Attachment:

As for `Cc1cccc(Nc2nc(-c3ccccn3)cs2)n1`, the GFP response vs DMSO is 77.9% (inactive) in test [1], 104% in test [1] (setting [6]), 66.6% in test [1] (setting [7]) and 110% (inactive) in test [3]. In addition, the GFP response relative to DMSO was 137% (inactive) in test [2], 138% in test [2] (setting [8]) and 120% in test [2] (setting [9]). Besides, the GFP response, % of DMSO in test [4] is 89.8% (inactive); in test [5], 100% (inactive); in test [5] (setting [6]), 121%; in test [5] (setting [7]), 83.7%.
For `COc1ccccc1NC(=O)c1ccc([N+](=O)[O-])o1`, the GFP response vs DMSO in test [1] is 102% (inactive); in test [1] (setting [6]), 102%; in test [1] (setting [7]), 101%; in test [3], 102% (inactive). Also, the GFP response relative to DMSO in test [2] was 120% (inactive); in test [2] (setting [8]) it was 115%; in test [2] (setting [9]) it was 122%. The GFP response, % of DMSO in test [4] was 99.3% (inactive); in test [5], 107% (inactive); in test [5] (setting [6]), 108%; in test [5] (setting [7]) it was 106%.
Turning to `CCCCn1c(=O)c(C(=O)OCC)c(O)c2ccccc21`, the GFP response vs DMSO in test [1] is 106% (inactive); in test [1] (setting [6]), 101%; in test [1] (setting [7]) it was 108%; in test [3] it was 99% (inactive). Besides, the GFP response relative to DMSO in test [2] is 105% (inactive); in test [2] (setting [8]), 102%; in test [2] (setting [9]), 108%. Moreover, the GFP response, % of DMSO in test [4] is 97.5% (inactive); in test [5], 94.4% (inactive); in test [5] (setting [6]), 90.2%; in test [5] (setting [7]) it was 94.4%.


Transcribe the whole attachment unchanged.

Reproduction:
As for `Cc1cccc(Nc2nc(-c3ccccn3)cs2)n1`, the GFP response vs DMSO is 77.9% (inactive) in test [1], 104% in test [1] (setting [6]), 66.6% in test [1] (setting [7]) and 110% (inactive) in test [3]. In addition, the GFP response relative to DMSO was 137% (inactive) in test [2], 138% in test [2] (setting [8]) and 120% in test [2] (setting [9]). Besides, the GFP response, % of DMSO in test [4] is 89.8% (inactive); in test [5], 100% (inactive); in test [5] (setting [6]), 121%; in test [5] (setting [7]), 83.7%.
For `COc1ccccc1NC(=O)c1ccc([N+](=O)[O-])o1`, the GFP response vs DMSO in test [1] is 102% (inactive); in test [1] (setting [6]), 102%; in test [1] (setting [7]), 101%; in test [3], 102% (inactive). Also, the GFP response relative to DMSO in test [2] was 120% (inactive); in test [2] (setting [8]) it was 115%; in test [2] (setting [9]) it was 122%. The GFP response, % of DMSO in test [4] was 99.3% (inactive); in test [5], 107% (inactive); in test [5] (setting [6]), 108%; in test [5] (setting [7]) it was 106%.
Turning to `CCCCn1c(=O)c(C(=O)OCC)c(O)c2ccccc21`, the GFP response vs DMSO in test [1] is 106% (inactive); in test [1] (setting [6]), 101%; in test [1] (setting [7]) it was 108%; in test [3] it was 99% (inactive). Besides, the GFP response relative to DMSO in test [2] is 105% (inactive); in test [2] (setting [8]), 102%; in test [2] (setting [9]), 108%. Moreover, the GFP response, % of DMSO in test [4] is 97.5% (inactive); in test [5], 94.4% (inactive); in test [5] (setting [6]), 90.2%; in test [5] (setting [7]) it was 94.4%.